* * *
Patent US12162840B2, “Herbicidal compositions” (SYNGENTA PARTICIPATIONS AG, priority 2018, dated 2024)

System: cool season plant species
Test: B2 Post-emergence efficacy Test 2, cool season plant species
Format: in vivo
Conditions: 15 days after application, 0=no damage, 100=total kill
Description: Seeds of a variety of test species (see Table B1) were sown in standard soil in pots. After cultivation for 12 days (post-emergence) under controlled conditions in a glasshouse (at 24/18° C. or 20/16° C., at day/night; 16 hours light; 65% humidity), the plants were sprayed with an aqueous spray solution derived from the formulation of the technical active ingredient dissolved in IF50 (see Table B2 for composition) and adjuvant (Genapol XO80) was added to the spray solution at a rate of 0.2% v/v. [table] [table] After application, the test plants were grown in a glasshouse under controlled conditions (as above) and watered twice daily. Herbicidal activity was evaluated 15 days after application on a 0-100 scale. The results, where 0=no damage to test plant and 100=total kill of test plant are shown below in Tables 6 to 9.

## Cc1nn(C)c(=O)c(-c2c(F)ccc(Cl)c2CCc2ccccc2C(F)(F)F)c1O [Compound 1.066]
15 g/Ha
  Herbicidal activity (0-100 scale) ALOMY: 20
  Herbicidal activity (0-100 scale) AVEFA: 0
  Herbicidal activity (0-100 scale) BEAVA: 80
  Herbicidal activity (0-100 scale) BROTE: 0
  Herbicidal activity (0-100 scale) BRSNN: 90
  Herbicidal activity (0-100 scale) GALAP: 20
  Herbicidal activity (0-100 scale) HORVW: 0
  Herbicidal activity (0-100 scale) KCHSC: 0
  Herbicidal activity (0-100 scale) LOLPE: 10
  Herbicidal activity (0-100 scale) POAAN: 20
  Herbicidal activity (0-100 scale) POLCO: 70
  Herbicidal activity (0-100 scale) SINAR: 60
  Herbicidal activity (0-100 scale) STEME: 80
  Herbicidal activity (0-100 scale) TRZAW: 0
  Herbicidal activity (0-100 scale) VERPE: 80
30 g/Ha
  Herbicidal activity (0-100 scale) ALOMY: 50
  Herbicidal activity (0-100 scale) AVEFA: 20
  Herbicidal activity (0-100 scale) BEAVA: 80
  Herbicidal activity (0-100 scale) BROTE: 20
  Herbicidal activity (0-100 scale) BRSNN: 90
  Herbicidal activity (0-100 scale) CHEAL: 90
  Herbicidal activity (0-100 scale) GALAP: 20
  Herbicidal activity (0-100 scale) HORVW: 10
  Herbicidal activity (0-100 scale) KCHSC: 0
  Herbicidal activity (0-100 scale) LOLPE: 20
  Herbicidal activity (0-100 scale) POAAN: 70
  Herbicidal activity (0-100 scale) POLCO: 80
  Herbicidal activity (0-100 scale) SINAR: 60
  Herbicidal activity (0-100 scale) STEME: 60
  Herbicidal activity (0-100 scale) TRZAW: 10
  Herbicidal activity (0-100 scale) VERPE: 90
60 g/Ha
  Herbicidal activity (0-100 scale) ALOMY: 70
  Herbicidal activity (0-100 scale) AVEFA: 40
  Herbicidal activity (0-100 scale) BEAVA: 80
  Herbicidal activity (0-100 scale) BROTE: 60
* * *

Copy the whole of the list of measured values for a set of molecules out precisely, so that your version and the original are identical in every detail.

Patent US12162840B2, “Herbicidal compositions” (SYNGENTA PARTICIPATIONS AG, priority 2018, dated 2024)

System: cool season plant species
Test: B2 Post-emergence efficacy Test 2, cool season plant species
Format: in vivo
Conditions: 15 days after application, 0=no damage, 100=total kill
Description: Seeds of a variety of test species (see Table B1) were sown in standard soil in pots. After cultivation for 12 days (post-emergence) under controlled conditions in a glasshouse (at 24/18° C. or 20/16° C., at day/night; 16 hours light; 65% humidity), the plants were sprayed with an aqueous spray solution derived from the formulation of the technical active ingredient dissolved in IF50 (see Table B2 for composition) and adjuvant (Genapol XO80) was added to the spray solution at a rate of 0.2% v/v. [table] [table] After application, the test plants were grown in a glasshouse under controlled conditions (as above) and watered twice daily. Herbicidal activity was evaluated 15 days after application on a 0-100 scale. The results, where 0=no damage to test plant and 100=total kill of test plant are shown below in Tables 6 to 9.

## Cc1nn(C)c(=O)c(-c2c(F)ccc(Cl)c2CCc2ccccc2C(F)(F)F)c1O [Compound 1.066]
15 g/Ha
  Herbicidal activity (0-100 scale) ALOMY: 20
  Herbicidal activity (0-100 scale) AVEFA: 0
  Herbicidal activity (0-100 scale) BEAVA: 80
  Herbicidal activity (0-100 scale) BROTE: 0
  Herbicidal activity (0-100 scale) BRSNN: 90
  Herbicidal activity (0-100 scale) GALAP: 20
  Herbicidal activity (0-100 scale) HORVW: 0
  Herbicidal activity (0-100 scale) KCHSC: 0
  Herbicidal activity (0-100 scale) LOLPE: 10
  Herbicidal activity (0-100 scale) POAAN: 20
  Herbicidal activity (0-100 scale) POLCO: 70
  Herbicidal activity (0-100 scale) SINAR: 60
  Herbicidal activity (0-100 scale) STEME: 80
  Herbicidal activity (0-100 scale) TRZAW: 0
  Herbicidal activity (0-100 scale) VERPE: 80
30 g/Ha
  Herbicidal activity (0-100 scale) ALOMY: 50
  Herbicidal activity (0-100 scale) AVEFA: 20
  Herbicidal activity (0-100 scale) BEAVA: 80
  Herbicidal activity (0-100 scale) BROTE: 20
  Herbicidal activity (0-100 scale) BRSNN: 90
  Herbicidal activity (0-100 scale) CHEAL: 90
  Herbicidal activity (0-100 scale) GALAP: 20
  Herbicidal activity (0-100 scale) HORVW: 10
  Herbicidal activity (0-100 scale) KCHSC: 0
  Herbicidal activity (0-100 scale) LOLPE: 20
  Herbicidal activity (0-100 scale) POAAN: 70
  Herbicidal activity (0-100 scale) POLCO: 80
  Herbicidal activity (0-100 scale) SINAR: 60
  Herbicidal activity (0-100 scale) STEME: 60
  Herbicidal activity (0-100 scale) TRZAW: 10
  Herbicidal activity (0-100 scale) VERPE: 90
60 g/Ha
  Herbicidal activity (0-100 scale) ALOMY: 70
  Herbicidal activity (0-100 scale) AVEFA: 40
  Herbicidal activity (0-100 scale) BEAVA: 80
  Herbicidal activity (0-100 scale) BROTE: 60